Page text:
Saskatchewan, Montana, Wyoming, North Dakota sign MOU on carbon capture, storage
Share via Email
Saskatchewan and three U.S. states have signed a memorandum of understanding on carbon capture and storage.
The three-year agreement, signed at the Western Governors’ Association meeting in Arizona, says Montana, Wyoming, North Dakota and Saskatchewan governments want to reduce greenhouse gas emissions while aiming to improve strategic and diverse energy production.
The four will share knowledge, policy and regulatory expertise in carbon dioxide capture, transportation, storage and applications such as enhanced oil recovery.
Premier Brad Wall said Saskatchewan's Boundary Dam 3, a commercial power plant with a carbon capture system, is a world leader in the technology.
Wall said the Boundary Dam 3 captured 85,000 tonnes of carbon dioxide in October, the highest monthly total since the carbon capture unit began operating in October 2014.
Montana Gov. Steve Bullock says it's important to prioritize research into carbon capture to confront climate change and take full advantage of existing resources.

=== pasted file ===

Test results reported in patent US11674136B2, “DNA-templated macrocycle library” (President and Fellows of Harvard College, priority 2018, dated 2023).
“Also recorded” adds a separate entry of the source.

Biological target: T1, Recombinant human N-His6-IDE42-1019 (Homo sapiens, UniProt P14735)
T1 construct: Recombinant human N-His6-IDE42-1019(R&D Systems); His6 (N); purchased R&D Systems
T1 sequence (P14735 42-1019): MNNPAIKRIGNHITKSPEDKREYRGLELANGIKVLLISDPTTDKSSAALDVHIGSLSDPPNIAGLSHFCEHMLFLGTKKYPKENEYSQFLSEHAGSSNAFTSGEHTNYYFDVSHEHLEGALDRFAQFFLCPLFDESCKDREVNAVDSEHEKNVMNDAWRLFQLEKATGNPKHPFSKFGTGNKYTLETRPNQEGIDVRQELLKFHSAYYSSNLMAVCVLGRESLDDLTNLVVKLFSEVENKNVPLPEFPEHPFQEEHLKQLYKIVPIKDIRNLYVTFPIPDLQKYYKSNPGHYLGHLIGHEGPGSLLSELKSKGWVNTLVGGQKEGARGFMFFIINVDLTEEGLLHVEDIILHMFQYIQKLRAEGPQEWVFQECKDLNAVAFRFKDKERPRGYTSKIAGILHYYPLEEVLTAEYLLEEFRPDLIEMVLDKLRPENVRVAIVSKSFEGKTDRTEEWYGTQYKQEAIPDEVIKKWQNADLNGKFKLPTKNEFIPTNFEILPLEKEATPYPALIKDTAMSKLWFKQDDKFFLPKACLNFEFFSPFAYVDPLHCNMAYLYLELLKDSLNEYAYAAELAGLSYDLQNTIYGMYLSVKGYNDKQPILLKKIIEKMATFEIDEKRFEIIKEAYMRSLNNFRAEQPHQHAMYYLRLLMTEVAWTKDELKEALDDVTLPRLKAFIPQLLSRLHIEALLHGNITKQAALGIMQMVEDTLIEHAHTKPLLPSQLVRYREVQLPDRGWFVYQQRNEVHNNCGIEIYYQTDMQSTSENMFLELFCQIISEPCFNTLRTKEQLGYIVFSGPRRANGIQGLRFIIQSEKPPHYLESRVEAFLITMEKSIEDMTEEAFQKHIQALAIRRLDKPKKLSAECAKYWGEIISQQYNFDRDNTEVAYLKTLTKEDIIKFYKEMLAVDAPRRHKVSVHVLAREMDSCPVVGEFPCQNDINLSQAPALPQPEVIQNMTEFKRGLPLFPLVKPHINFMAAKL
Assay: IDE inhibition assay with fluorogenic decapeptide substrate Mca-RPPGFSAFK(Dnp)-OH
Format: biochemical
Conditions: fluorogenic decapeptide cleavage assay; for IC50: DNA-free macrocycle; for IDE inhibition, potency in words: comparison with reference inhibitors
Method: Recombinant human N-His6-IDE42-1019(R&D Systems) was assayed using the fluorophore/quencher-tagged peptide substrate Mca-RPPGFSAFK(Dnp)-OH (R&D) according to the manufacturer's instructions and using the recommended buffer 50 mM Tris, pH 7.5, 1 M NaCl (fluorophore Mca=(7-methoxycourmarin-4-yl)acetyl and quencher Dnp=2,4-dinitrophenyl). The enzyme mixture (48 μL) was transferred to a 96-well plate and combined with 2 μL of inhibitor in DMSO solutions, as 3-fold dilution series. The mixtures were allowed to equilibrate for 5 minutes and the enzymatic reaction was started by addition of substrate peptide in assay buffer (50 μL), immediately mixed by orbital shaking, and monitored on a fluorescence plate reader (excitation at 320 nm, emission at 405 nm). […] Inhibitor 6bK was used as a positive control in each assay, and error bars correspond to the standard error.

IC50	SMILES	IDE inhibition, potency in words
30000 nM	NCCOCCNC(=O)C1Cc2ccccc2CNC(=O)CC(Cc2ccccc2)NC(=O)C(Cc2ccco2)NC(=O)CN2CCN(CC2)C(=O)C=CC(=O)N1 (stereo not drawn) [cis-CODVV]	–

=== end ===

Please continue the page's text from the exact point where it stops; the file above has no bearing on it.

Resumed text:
“The bottom line for me is we should be in control of our energy futures, and that includes the important work accomplished through this MOU," Bullock said in a news release.
North Dakota Gov. Doug Burgum said by harnessing expertise and technology, the four governments can show it’s possible to grow energy production and the economy while reducing emissions through innovation rather than regulation.
Wyoming has already invested in carbon management and continues to do so, said Wyoming Gov. Matt Mead.
“Wyoming looks forward to the opportunity, under this MOU, to work with Saskatchewan, Montana and North Dakota to find ways to commercialize carbon technologies and ensure the long-term viability of our fossil energy resources.”
More on Metronews.ca
Rather than spend money you don't have on things you don't need, make 2018 the year you focus on creating the life you want.
Here are a few important lessons about finances for the generations who are following the boomers.